Animals with Extra Stripes
This article is focused on usual animals with stripes. The subjects covered will include:
- Cryptid cats
- King cheetahs
- Double-striped tigers
- Striped lions
- Brindle and leopard genetics in various animal species
- Brindle and leopard-complex horses
- Mutant mice
- Even including humans!
There are reports of mysterious large striped cats from many location, unlike any known local wildlife. One prominent example is the Australian "Queensland Tiger" (a.k.a. Yarri or Thylacine--see video below).
Cheetahs with stripes are referred to as "king cheetahs" (shown right). They were once consider a separate species but now recognized as a color morph within the same species. First sighted in 1926, king cheetah striping is a recessive allele. Thus it must be inherited from both parents to be expressed in the offspring, and remains infrequent in most populations. Several king cheetahs are known to live at the De Wildt Cheetah and Wildlife Preserve.
While most tigers have stripes, some have more than others. In 'double-striped' tigers most of the stripes divide into two strands. This condition is so rare that no real photographs of specimens exist, only illustrations and conceptual (manipulated) photographs.
Lions--Persistence of Juvenile Striping
Lions cubs have juveniles spots that can merge together into stripes. In very rare cases these may persist into adulthood.
Striping From Rare Genotypes:
Wood frogs such as Rana sylvatica have a striped mutation controlled by a dominant gene. It ranges from 0-32% of the population depending on region. It is unclear why the striped frog is more common in some areas, it has been speculated that it might provide a camouflage advantage in open areas or specific types of habitat.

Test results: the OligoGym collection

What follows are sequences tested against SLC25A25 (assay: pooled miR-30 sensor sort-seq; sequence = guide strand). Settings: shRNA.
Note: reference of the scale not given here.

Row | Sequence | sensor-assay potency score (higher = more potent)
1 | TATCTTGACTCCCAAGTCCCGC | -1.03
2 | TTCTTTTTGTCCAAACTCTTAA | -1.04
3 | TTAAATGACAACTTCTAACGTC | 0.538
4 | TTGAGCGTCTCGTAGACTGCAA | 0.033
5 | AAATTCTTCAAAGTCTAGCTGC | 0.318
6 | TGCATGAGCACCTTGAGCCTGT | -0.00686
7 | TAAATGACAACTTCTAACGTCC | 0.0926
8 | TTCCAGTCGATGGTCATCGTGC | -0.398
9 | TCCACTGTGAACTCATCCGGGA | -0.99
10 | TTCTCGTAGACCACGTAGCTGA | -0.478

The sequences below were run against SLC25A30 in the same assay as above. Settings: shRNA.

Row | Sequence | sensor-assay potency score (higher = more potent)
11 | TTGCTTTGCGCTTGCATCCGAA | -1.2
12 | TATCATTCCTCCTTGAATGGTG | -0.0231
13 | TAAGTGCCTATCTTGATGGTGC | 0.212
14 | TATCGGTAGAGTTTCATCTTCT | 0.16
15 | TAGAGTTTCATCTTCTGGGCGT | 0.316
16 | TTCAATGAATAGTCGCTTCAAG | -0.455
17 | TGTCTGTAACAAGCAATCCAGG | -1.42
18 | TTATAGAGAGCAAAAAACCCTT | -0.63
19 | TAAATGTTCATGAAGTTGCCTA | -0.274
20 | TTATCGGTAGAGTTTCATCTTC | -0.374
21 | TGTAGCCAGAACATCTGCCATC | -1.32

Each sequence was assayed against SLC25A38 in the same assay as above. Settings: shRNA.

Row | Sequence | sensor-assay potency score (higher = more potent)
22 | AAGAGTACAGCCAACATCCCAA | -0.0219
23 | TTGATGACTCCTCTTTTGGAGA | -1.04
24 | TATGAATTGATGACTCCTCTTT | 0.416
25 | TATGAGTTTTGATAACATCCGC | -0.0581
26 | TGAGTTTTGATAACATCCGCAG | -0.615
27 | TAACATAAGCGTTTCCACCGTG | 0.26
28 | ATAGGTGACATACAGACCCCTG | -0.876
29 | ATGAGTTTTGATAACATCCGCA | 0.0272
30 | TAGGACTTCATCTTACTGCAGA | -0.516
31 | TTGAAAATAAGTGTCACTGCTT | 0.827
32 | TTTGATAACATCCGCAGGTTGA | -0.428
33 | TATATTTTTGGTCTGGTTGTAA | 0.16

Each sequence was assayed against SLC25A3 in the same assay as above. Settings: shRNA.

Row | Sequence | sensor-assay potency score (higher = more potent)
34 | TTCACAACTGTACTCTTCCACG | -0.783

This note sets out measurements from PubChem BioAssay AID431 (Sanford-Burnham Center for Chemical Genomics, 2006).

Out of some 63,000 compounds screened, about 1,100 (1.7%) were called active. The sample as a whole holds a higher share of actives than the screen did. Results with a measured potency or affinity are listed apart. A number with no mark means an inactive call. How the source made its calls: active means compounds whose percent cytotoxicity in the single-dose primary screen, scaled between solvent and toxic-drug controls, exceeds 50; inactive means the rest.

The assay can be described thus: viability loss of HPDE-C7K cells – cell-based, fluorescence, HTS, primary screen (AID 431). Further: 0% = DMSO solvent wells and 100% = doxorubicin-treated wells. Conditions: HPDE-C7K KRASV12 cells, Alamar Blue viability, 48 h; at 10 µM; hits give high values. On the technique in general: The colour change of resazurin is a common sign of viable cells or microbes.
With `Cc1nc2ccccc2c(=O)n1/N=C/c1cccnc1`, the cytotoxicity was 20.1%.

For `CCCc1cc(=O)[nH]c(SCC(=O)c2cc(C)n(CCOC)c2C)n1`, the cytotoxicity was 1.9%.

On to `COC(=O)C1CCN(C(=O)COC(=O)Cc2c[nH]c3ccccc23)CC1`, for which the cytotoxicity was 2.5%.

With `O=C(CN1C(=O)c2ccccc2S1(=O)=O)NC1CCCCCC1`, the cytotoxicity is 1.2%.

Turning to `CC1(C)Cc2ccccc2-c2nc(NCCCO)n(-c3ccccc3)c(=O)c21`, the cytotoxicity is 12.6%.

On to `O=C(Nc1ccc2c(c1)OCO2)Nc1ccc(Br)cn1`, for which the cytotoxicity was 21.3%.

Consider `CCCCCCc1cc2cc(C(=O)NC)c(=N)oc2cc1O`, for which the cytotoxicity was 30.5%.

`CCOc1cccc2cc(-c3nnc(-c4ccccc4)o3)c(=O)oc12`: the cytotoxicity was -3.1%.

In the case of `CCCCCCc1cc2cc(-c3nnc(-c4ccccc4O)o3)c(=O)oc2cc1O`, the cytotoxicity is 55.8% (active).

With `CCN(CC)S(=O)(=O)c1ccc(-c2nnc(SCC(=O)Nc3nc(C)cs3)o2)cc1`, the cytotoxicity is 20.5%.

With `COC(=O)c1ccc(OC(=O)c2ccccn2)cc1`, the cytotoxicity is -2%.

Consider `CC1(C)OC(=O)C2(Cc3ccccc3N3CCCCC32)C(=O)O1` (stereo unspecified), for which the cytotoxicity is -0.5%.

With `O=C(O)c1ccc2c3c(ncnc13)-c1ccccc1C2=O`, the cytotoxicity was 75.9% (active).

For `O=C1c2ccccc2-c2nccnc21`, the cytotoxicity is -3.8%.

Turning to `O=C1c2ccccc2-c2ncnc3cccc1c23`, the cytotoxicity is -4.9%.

Horse: Brindle and Archaic Breeds
Ancestral horse species may have had stripes., and in some ancient breeds such as a Sorraia, stripes may sometimes occur on the legs. Striping often appears in the coats or foals but disappears as they grow.
Some coat patterns can also produce distinct striped markings in rare cases. One of these is the brindle pattern such as shown by the horse shown right. Brindle patterns can form in various color combinations such as: black on white. But to be referred to as brindling one of the colors involved must be black.
If the pattern is made up of white hair it is referred to as 'roan striping'. These stripes may appear over the ribs or around the base of the tail in a pattern of black and white called 'skunk tail'.
The archaic pattern of a grey-brown body with stripes on the legs is seen in more domesticated breeds with dun coloring and is sometimes called 'dun factor striping' (or primitive marking) on the legs, back ad/or neck. This striping may be more distinct in the foal and fade with maturity. Dun coloring is becoming less common in horses as owners tend to favor the brighter coat colors that are uniform over the body of the horse.
Horse: Leopard Complex
In horses the leopard complex is reponsible for a range of coat patterns, sometimes including striped hooves along with a spotted coat. This mutation is associated with vision disorders.
Some consider a striped hoof to be strong than one of a normal color, but--structural speaking--there is no real difference between the two.
Various mutations are known to cause a striped pattern on the coat of a mouse, including:
- The Tigrou mutation, found only in females.
- Mfs, a mutation of chromosome 13.
- Pewter 3 Jackson, which is associated with severe health problems.
There is one particularly unusual hybrid mouse which has wavy dark lines over its skin. These lines actually move over the mouses skin over time and are referred to as "traveling waves".
Sheep: Transverse Stripes
The genetic basis for striping in sheep is not known and it s not a trait with any economic value. However a sponataneous mutant striped sheep arose in Canberra Australia in 1982 and was used to develop a herd with this trait.
- Striping and Camouflage in Horses
Unusual coat colors studied by the International Striped Horse Assoc.
- Heran, I. (1976). Animal coloration. The nature and purpose of colours in vertebrates. London, UK: Hamlyn.
- Van Aarde, R. J., & Dyk, A. V. (1986). Inheritance of the king coat colour pattern in cheetahs Acinonyx jubatus. Journal of Zoology, 209(4), 573-578.